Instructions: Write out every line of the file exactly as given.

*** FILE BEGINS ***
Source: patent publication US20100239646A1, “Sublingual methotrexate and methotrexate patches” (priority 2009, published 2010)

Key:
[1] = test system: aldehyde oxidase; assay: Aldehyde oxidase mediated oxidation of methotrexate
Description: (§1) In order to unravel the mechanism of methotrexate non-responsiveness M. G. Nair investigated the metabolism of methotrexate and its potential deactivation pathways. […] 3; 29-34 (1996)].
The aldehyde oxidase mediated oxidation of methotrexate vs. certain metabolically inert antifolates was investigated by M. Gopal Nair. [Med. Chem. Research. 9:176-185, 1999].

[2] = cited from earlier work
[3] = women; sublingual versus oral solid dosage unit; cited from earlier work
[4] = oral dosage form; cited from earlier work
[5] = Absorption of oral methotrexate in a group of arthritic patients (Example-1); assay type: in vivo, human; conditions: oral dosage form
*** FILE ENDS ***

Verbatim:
Source: patent publication US20100239646A1, “Sublingual methotrexate and methotrexate patches” (priority 2009, published 2010)

Key:
[1] = test system: aldehyde oxidase; assay: Aldehyde oxidase mediated oxidation of methotrexate
Description: (§1) In order to unravel the mechanism of methotrexate non-responsiveness M. G. Nair investigated the metabolism of methotrexate and its potential deactivation pathways. […] 3; 29-34 (1996)].
The aldehyde oxidase mediated oxidation of methotrexate vs. certain metabolically inert antifolates was investigated by M. Gopal Nair. [Med. Chem. Research. 9:176-185, 1999].

[2] = cited from earlier work
[3] = women; sublingual versus oral solid dosage unit; cited from earlier work
[4] = oral dosage form; cited from earlier work
[5] = Absorption of oral methotrexate in a group of arthritic patients (Example-1); assay type: in vivo, human; conditions: oral dosage form